The Dee (Lower), Llangollen to Ty Mawr
Not, The Severn, Newtown to Abermule
Written by Clive Edwards
Saturday 25th March 2023
“The river was choppy, full of small wavelets and plenty of sections with larger waves but no rocks”
“To be honest I never saw the two of them capsize but they did seem to get very wet.”
“Shaun decided to have a splash and the children were encouraged to throw stones at him.”
I had some concerns about going on this paddle, heightened by a change in venue to the lower Dee, because of high water levels. The trip was basically described as medium competency level which is ok, but I’ve done the upper Dee a couple of times and know it’s at the limit of my competence (as is any river that has a protuberance of more than a pebble, is more than 1m deep, has any bends, can’t be seal launched and doesn’t have some mechanical means of getting me out of a kayak). I was taking the Ethos kayak which hates rocks more than I do!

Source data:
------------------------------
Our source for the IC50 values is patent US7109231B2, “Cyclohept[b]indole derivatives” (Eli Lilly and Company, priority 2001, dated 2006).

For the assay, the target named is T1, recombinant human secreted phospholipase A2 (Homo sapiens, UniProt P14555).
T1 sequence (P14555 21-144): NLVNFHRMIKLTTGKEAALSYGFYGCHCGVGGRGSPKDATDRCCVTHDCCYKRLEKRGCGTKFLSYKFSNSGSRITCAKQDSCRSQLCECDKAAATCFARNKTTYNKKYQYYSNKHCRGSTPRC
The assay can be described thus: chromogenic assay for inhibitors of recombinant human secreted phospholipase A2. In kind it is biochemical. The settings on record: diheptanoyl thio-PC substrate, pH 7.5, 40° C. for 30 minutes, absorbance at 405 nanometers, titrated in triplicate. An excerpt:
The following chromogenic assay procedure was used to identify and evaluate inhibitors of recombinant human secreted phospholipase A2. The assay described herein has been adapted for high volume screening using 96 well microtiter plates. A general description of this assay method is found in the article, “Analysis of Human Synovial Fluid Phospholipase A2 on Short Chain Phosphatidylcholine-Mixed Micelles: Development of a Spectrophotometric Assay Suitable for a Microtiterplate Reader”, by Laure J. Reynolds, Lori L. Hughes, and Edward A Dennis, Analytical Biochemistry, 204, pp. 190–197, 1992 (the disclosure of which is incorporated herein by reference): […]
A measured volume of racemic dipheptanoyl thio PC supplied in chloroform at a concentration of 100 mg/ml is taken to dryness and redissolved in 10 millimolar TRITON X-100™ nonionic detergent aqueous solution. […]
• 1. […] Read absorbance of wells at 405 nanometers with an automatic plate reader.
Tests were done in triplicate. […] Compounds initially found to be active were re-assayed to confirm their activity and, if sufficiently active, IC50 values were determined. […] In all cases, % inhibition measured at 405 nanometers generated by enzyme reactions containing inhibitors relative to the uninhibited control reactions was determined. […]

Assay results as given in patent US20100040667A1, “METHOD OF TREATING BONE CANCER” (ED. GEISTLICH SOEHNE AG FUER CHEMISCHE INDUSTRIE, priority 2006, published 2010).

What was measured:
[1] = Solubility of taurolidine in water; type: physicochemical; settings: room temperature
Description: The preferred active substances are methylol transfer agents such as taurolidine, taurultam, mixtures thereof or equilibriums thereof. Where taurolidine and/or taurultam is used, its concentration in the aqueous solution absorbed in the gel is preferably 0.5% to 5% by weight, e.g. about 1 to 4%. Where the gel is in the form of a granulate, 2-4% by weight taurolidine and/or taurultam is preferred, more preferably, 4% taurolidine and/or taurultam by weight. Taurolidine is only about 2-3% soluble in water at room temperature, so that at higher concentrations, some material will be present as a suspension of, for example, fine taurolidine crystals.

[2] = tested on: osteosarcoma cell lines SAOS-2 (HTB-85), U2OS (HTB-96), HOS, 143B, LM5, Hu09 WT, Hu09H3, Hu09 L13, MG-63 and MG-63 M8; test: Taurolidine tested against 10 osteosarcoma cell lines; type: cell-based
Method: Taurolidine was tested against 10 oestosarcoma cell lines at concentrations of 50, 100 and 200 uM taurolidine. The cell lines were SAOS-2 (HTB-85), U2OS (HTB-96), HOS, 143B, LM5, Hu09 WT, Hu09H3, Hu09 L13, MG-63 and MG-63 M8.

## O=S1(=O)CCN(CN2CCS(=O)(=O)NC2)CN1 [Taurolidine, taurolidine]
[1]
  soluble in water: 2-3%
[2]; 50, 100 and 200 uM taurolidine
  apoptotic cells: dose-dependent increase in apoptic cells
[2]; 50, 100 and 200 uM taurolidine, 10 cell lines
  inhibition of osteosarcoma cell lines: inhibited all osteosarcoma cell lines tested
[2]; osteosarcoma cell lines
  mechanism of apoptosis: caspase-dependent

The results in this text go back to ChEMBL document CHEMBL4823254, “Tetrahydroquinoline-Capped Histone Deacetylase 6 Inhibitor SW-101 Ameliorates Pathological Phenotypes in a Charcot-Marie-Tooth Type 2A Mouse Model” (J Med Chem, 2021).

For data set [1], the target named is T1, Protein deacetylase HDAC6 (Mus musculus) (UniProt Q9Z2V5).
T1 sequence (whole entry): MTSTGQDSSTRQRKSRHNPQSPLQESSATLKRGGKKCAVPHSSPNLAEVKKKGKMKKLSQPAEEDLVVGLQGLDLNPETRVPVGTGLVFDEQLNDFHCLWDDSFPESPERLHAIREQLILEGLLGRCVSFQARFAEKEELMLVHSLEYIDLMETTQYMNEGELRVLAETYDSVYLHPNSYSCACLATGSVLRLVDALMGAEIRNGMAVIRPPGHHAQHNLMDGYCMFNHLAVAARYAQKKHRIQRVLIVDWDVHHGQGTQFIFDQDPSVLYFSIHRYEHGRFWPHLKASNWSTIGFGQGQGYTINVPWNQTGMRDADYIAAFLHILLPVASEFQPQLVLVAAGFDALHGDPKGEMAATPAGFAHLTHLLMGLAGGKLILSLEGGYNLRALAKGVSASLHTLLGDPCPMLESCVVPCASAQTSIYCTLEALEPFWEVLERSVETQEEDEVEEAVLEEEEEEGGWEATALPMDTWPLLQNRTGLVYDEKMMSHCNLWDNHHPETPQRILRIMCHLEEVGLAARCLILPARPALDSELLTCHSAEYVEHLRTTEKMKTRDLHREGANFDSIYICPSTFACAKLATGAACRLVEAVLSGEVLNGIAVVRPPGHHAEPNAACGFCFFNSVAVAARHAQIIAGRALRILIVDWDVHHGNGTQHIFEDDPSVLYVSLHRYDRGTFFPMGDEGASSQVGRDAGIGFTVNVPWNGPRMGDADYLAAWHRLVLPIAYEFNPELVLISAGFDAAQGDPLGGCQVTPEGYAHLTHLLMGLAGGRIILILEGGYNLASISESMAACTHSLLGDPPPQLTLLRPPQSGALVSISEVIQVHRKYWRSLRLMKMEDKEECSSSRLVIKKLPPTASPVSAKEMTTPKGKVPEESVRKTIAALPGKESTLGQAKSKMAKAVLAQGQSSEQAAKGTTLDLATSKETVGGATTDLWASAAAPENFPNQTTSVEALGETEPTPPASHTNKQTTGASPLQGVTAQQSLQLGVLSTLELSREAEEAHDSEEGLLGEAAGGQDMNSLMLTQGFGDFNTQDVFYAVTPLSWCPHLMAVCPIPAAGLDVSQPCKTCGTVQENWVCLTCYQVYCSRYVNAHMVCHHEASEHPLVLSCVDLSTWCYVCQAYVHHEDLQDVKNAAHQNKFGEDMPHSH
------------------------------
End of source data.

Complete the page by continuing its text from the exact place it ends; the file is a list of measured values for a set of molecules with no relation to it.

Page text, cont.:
Purely by chance I linked up with the main group at the services of the M54 so drove in convoy during the last part of the journey. It was interesting to follow Neil in his Tesla and see how little he had to brake due to regenerative braking. The downside is that he had to peel off to the get-out/finish point because the triple A batteries wouldn’t get him home if he did the whole journey.